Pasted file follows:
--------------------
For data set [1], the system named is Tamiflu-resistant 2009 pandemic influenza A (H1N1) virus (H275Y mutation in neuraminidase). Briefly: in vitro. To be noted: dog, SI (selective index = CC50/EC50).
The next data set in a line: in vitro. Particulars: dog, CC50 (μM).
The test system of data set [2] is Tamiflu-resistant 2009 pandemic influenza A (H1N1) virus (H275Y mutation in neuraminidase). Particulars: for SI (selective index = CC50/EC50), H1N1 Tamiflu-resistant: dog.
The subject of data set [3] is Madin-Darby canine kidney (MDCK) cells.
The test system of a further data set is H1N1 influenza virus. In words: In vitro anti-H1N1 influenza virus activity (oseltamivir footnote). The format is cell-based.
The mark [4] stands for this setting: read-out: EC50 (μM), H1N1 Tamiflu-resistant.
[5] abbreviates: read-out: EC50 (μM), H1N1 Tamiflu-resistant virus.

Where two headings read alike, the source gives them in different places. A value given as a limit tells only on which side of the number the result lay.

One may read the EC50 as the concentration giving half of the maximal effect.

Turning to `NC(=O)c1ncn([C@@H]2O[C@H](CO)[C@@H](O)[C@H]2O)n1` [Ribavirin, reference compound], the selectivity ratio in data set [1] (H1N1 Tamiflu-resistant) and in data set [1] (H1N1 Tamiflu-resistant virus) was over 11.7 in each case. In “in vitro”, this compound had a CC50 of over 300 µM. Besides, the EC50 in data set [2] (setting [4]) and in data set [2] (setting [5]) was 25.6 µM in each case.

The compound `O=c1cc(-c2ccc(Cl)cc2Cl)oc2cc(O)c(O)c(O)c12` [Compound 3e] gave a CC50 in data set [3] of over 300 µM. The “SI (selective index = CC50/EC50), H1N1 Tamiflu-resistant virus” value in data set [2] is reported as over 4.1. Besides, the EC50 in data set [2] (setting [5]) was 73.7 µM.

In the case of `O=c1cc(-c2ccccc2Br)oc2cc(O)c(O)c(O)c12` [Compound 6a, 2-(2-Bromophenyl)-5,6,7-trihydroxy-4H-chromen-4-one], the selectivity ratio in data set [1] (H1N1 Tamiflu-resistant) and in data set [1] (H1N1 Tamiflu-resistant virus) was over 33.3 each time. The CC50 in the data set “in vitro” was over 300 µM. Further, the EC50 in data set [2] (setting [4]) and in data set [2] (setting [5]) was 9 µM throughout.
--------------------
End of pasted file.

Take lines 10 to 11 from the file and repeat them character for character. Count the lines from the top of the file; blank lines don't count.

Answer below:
Turning to `NC(=O)c1ncn([C@@H]2O[C@H](CO)[C@@H](O)[C@H]2O)n1` [Ribavirin, reference compound], the selectivity ratio in data set [1] (H1N1 Tamiflu-resistant) and in data set [1] (H1N1 Tamiflu-resistant virus) was over 11.7 in each case. In “in vitro”, this compound had a CC50 of over 300 µM. Besides, the EC50 in data set [2] (setting [4]) and in data set [2] (setting [5]) was 25.6 µM in each case.

The compound `O=c1cc(-c2ccc(Cl)cc2Cl)oc2cc(O)c(O)c(O)c12` [Compound 3e] gave a CC50 in data set [3] of over 300 µM. The “SI (selective index = CC50/EC50), H1N1 Tamiflu-resistant virus” value in data set [2] is reported as over 4.1. Besides, the EC50 in data set [2] (setting [5]) was 73.7 µM.